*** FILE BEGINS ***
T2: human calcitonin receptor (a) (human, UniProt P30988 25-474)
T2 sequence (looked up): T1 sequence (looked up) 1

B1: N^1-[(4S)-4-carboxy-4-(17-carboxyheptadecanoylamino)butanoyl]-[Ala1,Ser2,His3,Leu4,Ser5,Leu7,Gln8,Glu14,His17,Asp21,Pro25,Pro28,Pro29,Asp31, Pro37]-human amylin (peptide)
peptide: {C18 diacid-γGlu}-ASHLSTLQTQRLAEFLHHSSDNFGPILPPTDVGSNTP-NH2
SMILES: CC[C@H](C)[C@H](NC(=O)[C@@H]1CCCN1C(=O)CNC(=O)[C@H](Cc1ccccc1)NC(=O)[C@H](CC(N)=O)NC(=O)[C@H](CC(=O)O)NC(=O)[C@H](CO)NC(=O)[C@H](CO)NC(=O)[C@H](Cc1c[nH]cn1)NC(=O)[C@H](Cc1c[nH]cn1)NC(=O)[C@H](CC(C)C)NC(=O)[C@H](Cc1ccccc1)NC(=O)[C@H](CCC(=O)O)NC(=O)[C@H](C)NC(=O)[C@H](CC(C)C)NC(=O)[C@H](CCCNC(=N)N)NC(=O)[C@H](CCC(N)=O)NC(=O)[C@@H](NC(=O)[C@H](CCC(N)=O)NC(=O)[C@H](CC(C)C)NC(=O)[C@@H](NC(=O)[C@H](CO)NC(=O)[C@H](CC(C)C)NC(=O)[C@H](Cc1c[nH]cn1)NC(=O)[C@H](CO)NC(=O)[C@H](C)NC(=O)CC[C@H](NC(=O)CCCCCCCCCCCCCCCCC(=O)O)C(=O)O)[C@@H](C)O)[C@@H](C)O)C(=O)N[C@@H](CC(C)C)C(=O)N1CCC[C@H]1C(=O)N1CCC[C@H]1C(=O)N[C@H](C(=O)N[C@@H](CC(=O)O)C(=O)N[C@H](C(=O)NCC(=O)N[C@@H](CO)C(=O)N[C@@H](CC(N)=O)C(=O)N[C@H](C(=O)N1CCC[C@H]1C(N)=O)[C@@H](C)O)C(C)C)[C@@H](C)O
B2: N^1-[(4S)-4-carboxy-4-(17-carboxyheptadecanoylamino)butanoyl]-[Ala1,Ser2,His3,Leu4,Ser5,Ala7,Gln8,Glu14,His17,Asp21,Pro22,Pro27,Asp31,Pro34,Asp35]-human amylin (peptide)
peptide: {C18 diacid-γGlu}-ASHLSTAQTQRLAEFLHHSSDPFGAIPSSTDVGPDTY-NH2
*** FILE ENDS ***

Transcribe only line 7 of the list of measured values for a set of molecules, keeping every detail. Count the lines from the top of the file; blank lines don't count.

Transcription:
peptide: {C18 diacid-γGlu}-ASHLSTAQTQRLAEFLHHSSDPFGAIPSSTDVGPDTY-NH2